The Washington Post

Sometimes a glass of water is worth a gold medal — ask the folks in Curtis, Neb.

Water is a hot commodity. It moves by the caseload at supermarkets and convenience stores nationwide. Its sales soon could overtake those of soda.

A colorfully designed, recyclable plastic bottle with water from some mountain spring or a purified version of what comes out of the tap has become essential equipment for getting through the day.

But what about good, old-fashioned but out-of-fashion water from the public supply?

The National Rural Water Association held its annual Great American Water Taste Test on Wednesday, and it turned out that the best-tasting drink in the house came from Curtis, Neb., which has a population of 935.

“There’s no treatment whatsoever,” Mike Stanzel of the Nebraska Rural Water Association said of his gold medal-winning water. “It’s right out of the ground, right into the tower and right out of the sink.”

The silver medal went to Stansbury Park, Utah, and the bronze to Fulton, Mo.

What makes a good-tasting rural water? As with wine, clarity, bouquet and taste.

“When they say bouquet, it should have no bouquet,” said one of the judges, Jacki Ponti-Lazaruk, an administrator who’s responsible for water and environmental programs in the U.S. Agriculture Department’s Rural Development office.

Other judges came from the USDA, as well, and from the White House Office of Management and Budget.

The contenders had all won state competitions. After a day of sampling and more sampling, five finalists emerged.

The event was the climax of the water association’s annual Rural Water Rally, which began Monday, drawing members from 49 states. They advocate for small, rural towns, whose sizes belie the responsibility they share for large portions of America’s food and energy production capacity. Water is their lifeblood.

“Water and wastewater infrastructure is critical to promoting public health and economic growth,” Sen. Thad Cochran (R-Miss.) said in a statement after meeting with members of the Mississippi chapter of the water association. “The rural development provisions in the farm bill acknowledge this problem and offer tools to help overcome these challenges.”

Indeed, the group cheered passage of the farm legislation last week, which included $150 million in mandatory funds to address a crucial service backlog, as well as extensions of grant programs for water facilities and services.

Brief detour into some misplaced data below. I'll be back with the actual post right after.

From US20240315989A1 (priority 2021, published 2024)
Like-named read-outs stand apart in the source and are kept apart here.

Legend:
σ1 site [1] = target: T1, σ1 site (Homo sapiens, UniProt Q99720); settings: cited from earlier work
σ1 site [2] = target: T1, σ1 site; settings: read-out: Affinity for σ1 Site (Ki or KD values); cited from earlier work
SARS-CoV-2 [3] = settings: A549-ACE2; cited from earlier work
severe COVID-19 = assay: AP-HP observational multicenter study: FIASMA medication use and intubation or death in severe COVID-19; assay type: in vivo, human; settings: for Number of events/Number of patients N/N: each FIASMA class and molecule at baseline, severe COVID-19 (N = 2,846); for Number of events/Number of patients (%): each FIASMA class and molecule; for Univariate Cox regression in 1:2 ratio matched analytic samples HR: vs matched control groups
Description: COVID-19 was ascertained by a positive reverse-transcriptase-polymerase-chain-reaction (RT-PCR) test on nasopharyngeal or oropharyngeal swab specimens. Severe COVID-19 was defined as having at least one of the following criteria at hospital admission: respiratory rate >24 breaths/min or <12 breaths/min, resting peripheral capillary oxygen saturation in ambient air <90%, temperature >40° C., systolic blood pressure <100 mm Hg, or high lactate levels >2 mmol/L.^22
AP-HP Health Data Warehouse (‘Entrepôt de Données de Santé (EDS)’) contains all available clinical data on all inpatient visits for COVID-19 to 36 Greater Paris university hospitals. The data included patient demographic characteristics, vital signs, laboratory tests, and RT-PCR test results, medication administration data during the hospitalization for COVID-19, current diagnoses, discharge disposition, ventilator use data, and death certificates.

Among them is the circuit rider program, which aids towns that are short of resources in running water systems. Circuit riders travel their states, providing managerial and technical assistance, and they prove vital in emergencies and natural disasters, when water service is crucial.

As for how water should taste, Ponti-Lazaruk put it this way: “You want it to be as clean and crisp as possible. You know good water when you taste it.”

©2014 McClatchy Washington Bureau

The Freddie Gray case

Please provide a valid email address.

You’re all set!

Campaign 2016 Email Updates

Please provide a valid email address.

You’re all set!

Get Zika news by email

Please provide a valid email address.

You’re all set!
Show Comments
New Hampshire has voted. The Democrats debate Thursday. Get caught up on the race.
The big questions after New Hampshire, from The Post's Dan Balz
Can Bernie Sanders cut into Hillary Clinton's strength in the minority community and turn his challenge into a genuine threat? And can any of the Republicans consolidate anti-Trump sentiment in the party in time to stop the billionaire developer and reality-TV star, whose unorthodox, nationalistic campaign has shaken the foundations of American politics?
Clinton in New Hampshire: 2008 vs. 2015
Hillary Clinton did about as well in N.H. this year as she did in 2008, percentage-wise. In the state's main counties, Clinton performed on average only about two percentage points worse than she did eight years ago (according to vote totals as of Wednesday morning) -- and in five of the 10 counties, she did as well or better.
What happened in New Hampshire
Upcoming debates
Feb. 11: Democratic debate

on PBS, in Wisconsin

Feb 13: GOP debate

on CBS News, in South Carolina

Feb. 25: GOP debate

on CNN, in Houston, Texas

Campaign 2016
What happened in N.H.

To keep reading, please enter your email address.

You’ll also receive from The Washington Post:
  • A free 6-week digital subscription
  • Our daily newsletter in your inbox

Please enter a valid email address

I have read and agree to the Terms of Service and Privacy Policy.

Please indicate agreement.

Thank you.

Check your inbox. We’ve sent an email explaining how to set up an account and activate your free digital subscription.